Hurricane Michael continues to intensify as it moves over the very warm waters of the Gulf of Mexico (now a cat 2) and an eye is becoming more visible on satellite imagery. There is a high probability that Michael will reach major hurricane status (i.e., cat 3 or higher) before a landfall on Wednesday in the Florida Panhandle - perhaps between Destin and Apalachicola – as wind shear in its general vicinity continues to decrease. Once landfall is reached, Hurricane Michael will turn from a northerly direction to a northeasterly track and ride up along the Southeast US coastline and heavy rain and strong winds are likely in the already rain-soaked region of the Carolinas where Hurricane Florence stalled out last month. While it appears the DC-to-PHL-to-NYC corridor will not get a direct hit from the remains of Michael, there will be rain here on Thursday as the tropical system interacts with a strong cold front and some of the rain can be heavy at times. Quite cool and dry weather should follow in the Mid-Atlantic region for Friday, Saturday and Sunday.
At 11 am, Hurricane Michael is categorized as a “2” storm with max sustained winds now at 110 mph and a central pressure of 28.50 inches. The present movement is to the north at 12 mph. Hurricane Michael is a dangerous storm for the Florida Panhandle especially since it will be intensifying in the hours before landfall with storm surge a primary danger and wind damage also a significant threat. In fact, there is a strong likelihood that Michael will reach “major” hurricane status later today and then make landfall later tomorrow in the Florida Panhandle still as a “major” - perhaps even as a cat 4. Latest satellite imagery shows a symmetrical appearance to the hurricane indicative of intensification in recent hours as it crosses over very warm Gulf of Mexico waters.
Additional intensification is likely over the next 12-24 hours as (westerly) wind shear will diminish in its general vicinity and upper-level ridging builds overhead. Once Michael reaches the Florida Panhandle on Wednesday, it will become increasingly influenced by an upper-level trough of low pressure moving into the central US. As a result, its direction will change from north to northeast and this will allow for it to push along the Southeast US coastline from Wednesday night into Thursday. A cold frontal system will be closing in on the east coast on Thursday and it will interact with the moisture of Michael resulting in some rains in the DC-to-PHL-to-NYC corridor, perhaps heavy at times. A more direct hit by the remnants of Hurricane Michael is likely on Thursday across SE VA, the southern part of the Delmarva Peninsula, and perhaps in the extreme southern part of NJ. Following the passage of Michael and the cold frontal system, quite cool and dry weather will move into the Mid-Atlantic for Friday, Saturday and Sunday.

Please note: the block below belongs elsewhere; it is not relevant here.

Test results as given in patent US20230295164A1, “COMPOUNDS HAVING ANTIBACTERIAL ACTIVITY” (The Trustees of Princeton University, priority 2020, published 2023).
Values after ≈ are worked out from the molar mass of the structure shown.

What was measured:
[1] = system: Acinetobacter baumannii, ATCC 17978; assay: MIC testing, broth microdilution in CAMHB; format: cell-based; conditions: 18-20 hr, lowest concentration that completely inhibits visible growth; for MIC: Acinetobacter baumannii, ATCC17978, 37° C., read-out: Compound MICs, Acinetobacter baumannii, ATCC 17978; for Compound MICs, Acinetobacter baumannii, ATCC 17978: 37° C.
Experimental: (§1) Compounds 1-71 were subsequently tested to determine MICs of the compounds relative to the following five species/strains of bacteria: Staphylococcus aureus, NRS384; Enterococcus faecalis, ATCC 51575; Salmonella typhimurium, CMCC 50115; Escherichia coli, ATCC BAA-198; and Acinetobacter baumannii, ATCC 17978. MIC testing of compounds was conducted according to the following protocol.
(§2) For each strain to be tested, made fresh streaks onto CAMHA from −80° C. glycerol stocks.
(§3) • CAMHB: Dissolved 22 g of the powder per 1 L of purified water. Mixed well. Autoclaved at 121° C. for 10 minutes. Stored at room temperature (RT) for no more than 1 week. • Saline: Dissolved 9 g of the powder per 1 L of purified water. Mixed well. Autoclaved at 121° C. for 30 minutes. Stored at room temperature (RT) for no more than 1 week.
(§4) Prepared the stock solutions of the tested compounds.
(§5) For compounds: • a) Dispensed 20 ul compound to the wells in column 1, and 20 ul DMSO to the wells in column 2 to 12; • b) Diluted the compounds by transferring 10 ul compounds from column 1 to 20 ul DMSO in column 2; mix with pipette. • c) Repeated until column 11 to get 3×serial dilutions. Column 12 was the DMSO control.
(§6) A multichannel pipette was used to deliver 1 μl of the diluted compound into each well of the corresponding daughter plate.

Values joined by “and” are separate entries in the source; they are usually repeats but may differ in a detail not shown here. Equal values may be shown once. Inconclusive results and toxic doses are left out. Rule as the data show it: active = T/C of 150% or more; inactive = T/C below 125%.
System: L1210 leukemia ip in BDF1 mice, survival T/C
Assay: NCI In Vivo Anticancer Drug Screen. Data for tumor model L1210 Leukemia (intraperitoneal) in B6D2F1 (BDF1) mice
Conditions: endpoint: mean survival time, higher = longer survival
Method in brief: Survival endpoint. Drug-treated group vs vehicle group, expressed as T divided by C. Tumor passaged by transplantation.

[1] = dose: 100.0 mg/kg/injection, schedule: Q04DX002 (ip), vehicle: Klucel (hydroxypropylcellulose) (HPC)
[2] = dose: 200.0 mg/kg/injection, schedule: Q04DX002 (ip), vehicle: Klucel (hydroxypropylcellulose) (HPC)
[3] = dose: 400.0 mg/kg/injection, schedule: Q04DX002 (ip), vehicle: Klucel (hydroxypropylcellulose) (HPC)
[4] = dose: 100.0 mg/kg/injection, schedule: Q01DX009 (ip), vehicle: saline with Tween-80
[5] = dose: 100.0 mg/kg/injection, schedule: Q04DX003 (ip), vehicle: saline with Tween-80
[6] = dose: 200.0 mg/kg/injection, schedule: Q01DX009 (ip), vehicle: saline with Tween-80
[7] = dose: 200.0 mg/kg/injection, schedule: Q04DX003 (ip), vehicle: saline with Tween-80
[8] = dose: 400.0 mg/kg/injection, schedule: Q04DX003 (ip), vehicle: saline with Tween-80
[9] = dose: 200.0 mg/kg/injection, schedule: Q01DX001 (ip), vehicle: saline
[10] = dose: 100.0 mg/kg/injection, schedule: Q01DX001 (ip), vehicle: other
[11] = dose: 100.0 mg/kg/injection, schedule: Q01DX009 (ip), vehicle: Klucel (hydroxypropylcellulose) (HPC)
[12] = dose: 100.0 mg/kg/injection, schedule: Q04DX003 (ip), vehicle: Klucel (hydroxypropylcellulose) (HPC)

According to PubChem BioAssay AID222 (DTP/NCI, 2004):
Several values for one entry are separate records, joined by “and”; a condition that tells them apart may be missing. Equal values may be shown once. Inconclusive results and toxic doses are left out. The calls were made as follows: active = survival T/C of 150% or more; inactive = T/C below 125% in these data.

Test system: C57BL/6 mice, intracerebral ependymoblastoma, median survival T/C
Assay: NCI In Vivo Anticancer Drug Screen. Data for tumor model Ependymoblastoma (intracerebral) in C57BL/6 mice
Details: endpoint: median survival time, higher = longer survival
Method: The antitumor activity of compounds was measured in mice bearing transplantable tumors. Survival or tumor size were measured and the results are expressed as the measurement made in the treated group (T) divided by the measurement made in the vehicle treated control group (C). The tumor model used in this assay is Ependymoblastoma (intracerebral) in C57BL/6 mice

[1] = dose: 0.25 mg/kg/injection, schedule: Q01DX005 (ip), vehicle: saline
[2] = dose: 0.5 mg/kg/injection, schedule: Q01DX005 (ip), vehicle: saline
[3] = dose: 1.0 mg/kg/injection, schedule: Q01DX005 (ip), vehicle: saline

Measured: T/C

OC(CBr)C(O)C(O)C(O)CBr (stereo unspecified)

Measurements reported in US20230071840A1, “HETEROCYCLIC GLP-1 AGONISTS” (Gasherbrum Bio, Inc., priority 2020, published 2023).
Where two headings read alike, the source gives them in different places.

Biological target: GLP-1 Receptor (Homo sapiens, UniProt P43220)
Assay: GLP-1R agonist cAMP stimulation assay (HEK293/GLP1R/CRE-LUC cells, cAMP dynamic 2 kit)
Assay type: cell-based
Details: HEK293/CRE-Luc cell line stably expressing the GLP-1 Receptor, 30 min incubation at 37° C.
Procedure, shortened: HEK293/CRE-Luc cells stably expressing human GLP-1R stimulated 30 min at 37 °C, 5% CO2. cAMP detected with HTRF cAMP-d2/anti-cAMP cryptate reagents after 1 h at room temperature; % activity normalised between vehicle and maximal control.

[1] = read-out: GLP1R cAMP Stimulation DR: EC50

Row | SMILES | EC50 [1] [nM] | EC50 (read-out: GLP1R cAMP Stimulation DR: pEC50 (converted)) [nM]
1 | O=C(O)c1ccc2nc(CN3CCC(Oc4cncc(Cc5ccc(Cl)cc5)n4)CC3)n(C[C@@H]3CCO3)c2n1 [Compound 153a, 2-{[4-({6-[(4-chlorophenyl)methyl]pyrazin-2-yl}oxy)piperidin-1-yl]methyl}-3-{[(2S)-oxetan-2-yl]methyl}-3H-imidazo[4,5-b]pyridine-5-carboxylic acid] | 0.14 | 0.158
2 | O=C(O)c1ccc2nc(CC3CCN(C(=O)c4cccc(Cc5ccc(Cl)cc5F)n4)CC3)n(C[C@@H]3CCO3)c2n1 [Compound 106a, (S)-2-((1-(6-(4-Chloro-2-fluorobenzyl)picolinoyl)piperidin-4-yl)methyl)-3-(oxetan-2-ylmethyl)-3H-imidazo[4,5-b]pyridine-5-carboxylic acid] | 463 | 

Florida hurricane history
Landfalling hurricanes in the state of Florida during October are not all that unusual. In fact, about 60% of all October continental US hurricanes have made landfall in Florida in the period 1851-2017. Hurricane Opal was the most recent October landfalling hurricane in the Florida Panhandle in 1995. Opal was a large and powerful category 4 hurricane that caused extensive damage along the northern Gulf Coast. It crossed the Yucatan Peninsula while still a tropical depression on September 27, 1995, then strengthened and moved northward in the Gulf before making a second landfall on October 4 in the Florida Panhandle near Pensacola as a 115-mph category 3 hurricane.
The most recent hurricane to hit the region was Hermine in September 2016 (as a category 1 storm). That system actually broke an unprecedented 10-year landfall drought in Florida which had extended back to October 2005 (Hurricane Wilma). The last major hurricane to make landfall the Florida Panhandle/Big Bend region was Hurricane Dennis in July 2005 (category 3). In fact, there have been three major hurricanes in the Florida Panhandle since 1950 (Eloise 1975, Opal 1995, Dennis 2005). In terms of November hurricanes, one notable storm was Hurricane Kate in 1985 which achieved major category 3 status before coming ashore in Mexico Beach, Florida as a slightly weakened category 2 system.
Meteorologist Paul Dorian
Today’s video discussion on Hurricane Michael: